How is the chamber defined?


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Lucky
December 21, 2006, 08:34 AM
Afraid to say it, but I don't know where the chamber starts. If you have a revolver, it's clearly the cylinder. But with other firearms does it include the area above the magazine?

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armedpolak
December 21, 2006, 09:18 AM
on an autoloader, when you insert a mag, athen rack the slide, where does the cartridge go? to the chamger. except the bullet is partially in the barrel. so i guess the chamber ends on the "step" and then the barrel begins.

JesseL
December 21, 2006, 12:00 PM
It's the area that contains the cartridge when the weapon is in battery.

On anything but a revolver that's basically a section of the breech end of the barrel approximately as long as the cartridge.

Being 'in battery' means the slide or bolt is completely forward and closed.

rockstar.esq
December 21, 2006, 02:59 PM
A cursory follow up on the earlier and well informed posts.

The cartridge headspace pertains to the chamber as well.
The breech end of the barrel has the profile of a loaded cartridge reamed into the inside diameter of the barrel. The short and unrifled area just in front of the chamber is called the "chamber throat" or leade. On rifles this area wears with shooting ultimately requiring barrel replacement. Having a loaded projectile too close to the throat can create excessive pressures however there are always exceptions to a rule.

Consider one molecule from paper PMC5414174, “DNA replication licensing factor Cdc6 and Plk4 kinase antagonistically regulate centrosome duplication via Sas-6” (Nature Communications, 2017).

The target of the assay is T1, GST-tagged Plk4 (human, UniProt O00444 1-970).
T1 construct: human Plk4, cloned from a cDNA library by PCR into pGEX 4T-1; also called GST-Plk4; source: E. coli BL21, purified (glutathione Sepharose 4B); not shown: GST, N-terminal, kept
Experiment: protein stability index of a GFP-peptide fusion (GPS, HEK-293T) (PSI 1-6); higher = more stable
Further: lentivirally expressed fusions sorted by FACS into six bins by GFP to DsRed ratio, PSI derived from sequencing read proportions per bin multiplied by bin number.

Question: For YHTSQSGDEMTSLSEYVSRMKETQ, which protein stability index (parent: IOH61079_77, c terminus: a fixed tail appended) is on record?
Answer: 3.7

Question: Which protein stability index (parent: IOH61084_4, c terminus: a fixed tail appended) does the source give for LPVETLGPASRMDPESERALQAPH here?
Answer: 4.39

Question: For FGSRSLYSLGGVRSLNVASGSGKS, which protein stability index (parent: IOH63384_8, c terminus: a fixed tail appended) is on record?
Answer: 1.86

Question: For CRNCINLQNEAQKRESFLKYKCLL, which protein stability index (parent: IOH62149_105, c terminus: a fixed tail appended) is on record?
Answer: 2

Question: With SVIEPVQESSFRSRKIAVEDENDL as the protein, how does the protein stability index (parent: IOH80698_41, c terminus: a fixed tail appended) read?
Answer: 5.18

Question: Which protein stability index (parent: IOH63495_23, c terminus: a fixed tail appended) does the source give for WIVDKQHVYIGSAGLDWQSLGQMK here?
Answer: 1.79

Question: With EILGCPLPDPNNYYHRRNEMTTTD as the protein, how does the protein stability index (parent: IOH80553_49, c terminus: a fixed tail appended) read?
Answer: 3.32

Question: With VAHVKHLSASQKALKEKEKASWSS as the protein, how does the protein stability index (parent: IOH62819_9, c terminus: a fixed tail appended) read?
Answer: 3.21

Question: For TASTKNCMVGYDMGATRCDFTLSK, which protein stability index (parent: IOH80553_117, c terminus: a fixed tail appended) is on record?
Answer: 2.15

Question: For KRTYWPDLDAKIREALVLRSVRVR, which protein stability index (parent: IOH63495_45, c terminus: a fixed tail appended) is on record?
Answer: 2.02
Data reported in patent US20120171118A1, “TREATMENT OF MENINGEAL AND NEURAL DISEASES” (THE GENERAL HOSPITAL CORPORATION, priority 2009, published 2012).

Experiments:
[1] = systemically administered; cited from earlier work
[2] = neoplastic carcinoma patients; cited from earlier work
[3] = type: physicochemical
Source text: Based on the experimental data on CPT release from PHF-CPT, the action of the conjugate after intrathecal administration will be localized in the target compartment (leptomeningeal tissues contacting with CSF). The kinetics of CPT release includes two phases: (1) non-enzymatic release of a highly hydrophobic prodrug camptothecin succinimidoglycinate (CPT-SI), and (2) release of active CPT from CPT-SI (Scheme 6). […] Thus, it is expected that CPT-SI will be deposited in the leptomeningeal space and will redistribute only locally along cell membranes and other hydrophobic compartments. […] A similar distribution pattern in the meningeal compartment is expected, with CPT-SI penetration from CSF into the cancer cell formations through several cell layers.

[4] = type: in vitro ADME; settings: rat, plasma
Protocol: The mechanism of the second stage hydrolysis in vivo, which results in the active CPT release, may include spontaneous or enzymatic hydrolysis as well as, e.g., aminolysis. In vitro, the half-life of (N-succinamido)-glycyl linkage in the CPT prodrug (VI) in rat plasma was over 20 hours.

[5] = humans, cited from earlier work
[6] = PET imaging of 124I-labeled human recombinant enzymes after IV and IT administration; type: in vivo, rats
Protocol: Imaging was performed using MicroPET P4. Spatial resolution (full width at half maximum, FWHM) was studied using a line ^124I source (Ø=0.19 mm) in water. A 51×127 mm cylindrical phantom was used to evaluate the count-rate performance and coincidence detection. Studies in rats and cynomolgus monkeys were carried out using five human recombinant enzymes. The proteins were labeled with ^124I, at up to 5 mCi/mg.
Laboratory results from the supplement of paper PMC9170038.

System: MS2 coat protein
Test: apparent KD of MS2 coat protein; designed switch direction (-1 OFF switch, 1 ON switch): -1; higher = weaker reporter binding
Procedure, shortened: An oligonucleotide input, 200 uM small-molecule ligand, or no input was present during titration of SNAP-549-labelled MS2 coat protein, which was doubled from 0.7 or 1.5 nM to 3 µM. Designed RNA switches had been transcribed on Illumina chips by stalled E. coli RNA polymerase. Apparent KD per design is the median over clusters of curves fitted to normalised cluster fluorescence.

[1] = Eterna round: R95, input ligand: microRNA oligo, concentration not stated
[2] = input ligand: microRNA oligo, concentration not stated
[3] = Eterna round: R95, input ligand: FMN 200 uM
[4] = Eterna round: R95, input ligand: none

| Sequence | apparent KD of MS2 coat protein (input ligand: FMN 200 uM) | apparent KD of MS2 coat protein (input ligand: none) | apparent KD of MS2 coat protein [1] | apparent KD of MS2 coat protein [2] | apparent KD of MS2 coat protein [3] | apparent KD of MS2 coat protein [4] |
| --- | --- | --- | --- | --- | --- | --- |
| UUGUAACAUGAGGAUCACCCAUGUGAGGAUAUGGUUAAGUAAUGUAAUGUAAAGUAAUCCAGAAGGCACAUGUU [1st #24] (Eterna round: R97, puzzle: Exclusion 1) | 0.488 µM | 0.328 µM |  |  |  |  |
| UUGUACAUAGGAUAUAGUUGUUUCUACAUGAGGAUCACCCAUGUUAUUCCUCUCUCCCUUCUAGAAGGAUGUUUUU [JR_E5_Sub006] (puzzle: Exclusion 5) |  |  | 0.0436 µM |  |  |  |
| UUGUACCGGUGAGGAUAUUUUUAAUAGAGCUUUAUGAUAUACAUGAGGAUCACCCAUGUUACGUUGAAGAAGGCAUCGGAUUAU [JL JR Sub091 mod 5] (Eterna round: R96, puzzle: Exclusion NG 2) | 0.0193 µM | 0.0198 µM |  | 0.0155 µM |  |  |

The headspacing is accomplished in a few different ways. On some rimmed cartridges, the rim establishes headspace in the same way as a standard revolver. The belt on belted magnums essentially works the same way. On "rimless" cartridges the case is headspaced off the shoulder (if there is one) or on the case mouth (like the 9mm or .45ACP). In all cases the area identified for headspacing is called the case "datum". This is a critical dimension and should be maintained by case forming, trimming, or swaging.

Please note that the "case head" is the thicker area at the bottom of the case where the primer and extractor groove are located. The "case head" may or may not have much to do with headspacing. Often case head separation is an indicator of worn out brass, excessive pressures, or improper annealing.

ArfinGreebly
December 21, 2006, 03:05 PM
I have an M1 Carbine.

The .30 carbine cartridge is "rimless" but slightly tapered.

How is headspacing achieved here?

JesseL
December 21, 2006, 04:46 PM
The .30 carbine cartridge is "rimless" but slightly tapered.

How is headspacing achieved here?

Despite the slight taper, .30 Carbine is considered a "straight-walled rimless" round, and thus headspaces on the case mouth. So if you ever reload for your carbine it you will need to use a taper crimp, rather than a roll crimp with would adversely affect headspacing.

Lucky
December 21, 2006, 05:27 PM
Perfect, thanks.

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